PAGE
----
Does it ever bother you

When someone speaks a lot about technical jargon but never mention what kind of music they listen to or what particular recordings really float their boat. For me it is a real disconnect and a turnoff. But I guess some people are more into the equipment than the music. When I first got Into audio equipment I thought it was all about the sound. Nowadays I don't always find that to be the case.

I was a music lover 1st and foremost, then the high end audio fan 2nd. I agree with you taters :-). It never ceases to amaze me at how eclectic some peoples musical tastes are, more so than the systems they play there odd selections on. I think these are the people you speak of. LOL.

Matt M
Matt, I was wondering if the works of the composers mentioned in the second post shown here might be among the "odd selections" you referred to.  As well as the works of a great many other classical composers whose works have been issued on the record labels listed therein.

-- Al
Yes agree with taters.Whenever I suffer through a long tech deep dive I ponder my theory: they've never heard Fela Kuti.
Technical knowledge is very important to be able to maximize the performance of your equipment.  90% of audio performance can be explained and or measured, with the remaining 10% subjective and preference. 

If your question is towards technical jargon with respect to music theory, composition, interpretation used to describe the music (not the sound quality), then I agree with you statement manly because I am not well versed in that area.
It only bothers me if what is said is nonsense.
It always helps when they give a point of reference so you can relate to what they say, but it doesn't "bother" me.  Some people are technical oriented some are music oriented.  If they get excited about technical aspects so be it.  It does "bother" me when people make generalizations about music types not being worthy of high end audio, but that's another discussion.

Some people are technical and some not.   If not tech-speak may as well be a foreign language.  But one worth learning something about if your goal is good sound for reasonable cost.
I’ve learned advice from folks who listen to rock is often not useful to me for the classical I listen to. As I imagine advice from me is not worth much to them .
Much depends on the context of the conversation. Some issues require tech detail much of which flies over my head. But oftentimes the type of music is helpful to reinforce the points they are trying to explain. In my case, although I don't listen to much classical or rock for that matter, most of us are at familiar with the various genre to understand the point being made. Only when condensation creeps in does it get a bit old. Interesting conversation. Thanks, Dave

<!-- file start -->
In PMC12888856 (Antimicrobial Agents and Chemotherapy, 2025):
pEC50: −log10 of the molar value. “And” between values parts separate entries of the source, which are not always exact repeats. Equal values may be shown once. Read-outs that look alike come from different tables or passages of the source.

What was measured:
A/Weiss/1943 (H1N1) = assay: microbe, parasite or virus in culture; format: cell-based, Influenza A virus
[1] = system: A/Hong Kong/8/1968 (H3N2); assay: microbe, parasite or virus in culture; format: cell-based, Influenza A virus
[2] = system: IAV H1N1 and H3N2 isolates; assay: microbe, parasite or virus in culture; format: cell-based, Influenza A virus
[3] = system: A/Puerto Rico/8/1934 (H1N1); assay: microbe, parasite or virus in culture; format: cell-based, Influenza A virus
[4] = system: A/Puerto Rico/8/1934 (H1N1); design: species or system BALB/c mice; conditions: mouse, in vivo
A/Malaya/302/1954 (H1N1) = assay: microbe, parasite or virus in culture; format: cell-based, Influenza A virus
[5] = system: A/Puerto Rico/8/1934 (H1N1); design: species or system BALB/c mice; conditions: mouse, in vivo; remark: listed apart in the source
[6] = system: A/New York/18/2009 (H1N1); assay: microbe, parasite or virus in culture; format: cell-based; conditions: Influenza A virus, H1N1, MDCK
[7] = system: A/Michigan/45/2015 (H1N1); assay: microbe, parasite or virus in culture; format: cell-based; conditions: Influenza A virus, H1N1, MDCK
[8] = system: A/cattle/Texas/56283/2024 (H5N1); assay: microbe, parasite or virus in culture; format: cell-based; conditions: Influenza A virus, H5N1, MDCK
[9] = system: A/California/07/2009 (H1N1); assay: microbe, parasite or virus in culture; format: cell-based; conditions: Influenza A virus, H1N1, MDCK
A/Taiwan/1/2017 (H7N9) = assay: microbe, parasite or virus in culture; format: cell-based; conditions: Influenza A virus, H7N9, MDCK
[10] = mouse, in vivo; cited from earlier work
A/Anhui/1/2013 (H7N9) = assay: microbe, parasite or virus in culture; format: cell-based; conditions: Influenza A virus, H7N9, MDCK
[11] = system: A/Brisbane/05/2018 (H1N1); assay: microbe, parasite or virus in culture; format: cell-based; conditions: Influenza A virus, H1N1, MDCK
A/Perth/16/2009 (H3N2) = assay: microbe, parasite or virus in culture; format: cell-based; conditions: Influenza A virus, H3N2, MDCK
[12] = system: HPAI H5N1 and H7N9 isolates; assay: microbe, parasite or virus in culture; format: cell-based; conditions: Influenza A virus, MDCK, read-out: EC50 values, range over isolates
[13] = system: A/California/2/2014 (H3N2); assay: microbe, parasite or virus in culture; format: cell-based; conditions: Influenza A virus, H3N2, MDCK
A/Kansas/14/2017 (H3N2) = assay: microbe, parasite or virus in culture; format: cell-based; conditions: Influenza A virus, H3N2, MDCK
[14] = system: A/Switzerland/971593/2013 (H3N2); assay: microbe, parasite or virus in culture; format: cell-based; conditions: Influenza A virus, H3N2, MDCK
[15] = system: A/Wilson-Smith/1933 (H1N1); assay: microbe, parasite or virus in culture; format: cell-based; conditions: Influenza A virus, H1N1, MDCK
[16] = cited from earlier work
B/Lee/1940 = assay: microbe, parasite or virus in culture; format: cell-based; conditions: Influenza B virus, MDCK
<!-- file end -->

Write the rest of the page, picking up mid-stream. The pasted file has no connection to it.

Over 35 years ago I was an audio salesman, on commission only, at a high end shop in DC.  After I got somewhat "seasoned", I noticed that I could sell fairly easily to people who loved music and most of the time I was wasting my time dealing with those who loved the equipment, but hardly ever bought any.

This is in 1979.

I'll never forget a group of these equipment freaks telling me that they were going to hold off buying any equipment until "digital" became available.  Since it was a slow day, we talked and I thought there was a possibility of "going digital" with sources and amps (up to the point of driving speakers), but I couldn't see how speakers could become "digital"...we almost had a bar fight on our hands!
"Only when condensation creeps in does it get a bit old."     Yeah, I just hate it when conversations get drippy.     
Active monitors that accepts digital input is about as digital as it get’s. Then PWM class D direct to drivers.
I think what really bothers me (just a bit) is the excessive taking about the gear. Period. With or without referring the music they listen to. Equipment is something that should be shortly presented and described, but some folks simply like to discourse endlessly and far beyond the reasonable - about equipment. A good example are cables reviews: too much talk.
I am, always was, totally into music. Since I was a little kid, music always rocked my world no matter what kind it is, classical or rock. Then comes the equipment (and yes, I also drool and dream with lots of components), but music comes first. And being a music lover and having studied music and played some instruments, I enjoy listening to many styles of music -from classical to pop, to folk, to hard rock, etc. And I can assure you that most of the musicians and people that have a real knowledge about music tend to be this eclectic. That's why I don't get the comment from Mattmiller about eclectic musical tastes. What's odd about enjoying Rage Against the Machine as much as Chopin? It's all music!
By the way, someone referred Fela Kuti; that's funny because I already had the chance to watch him perform for more than one time (in Portugal).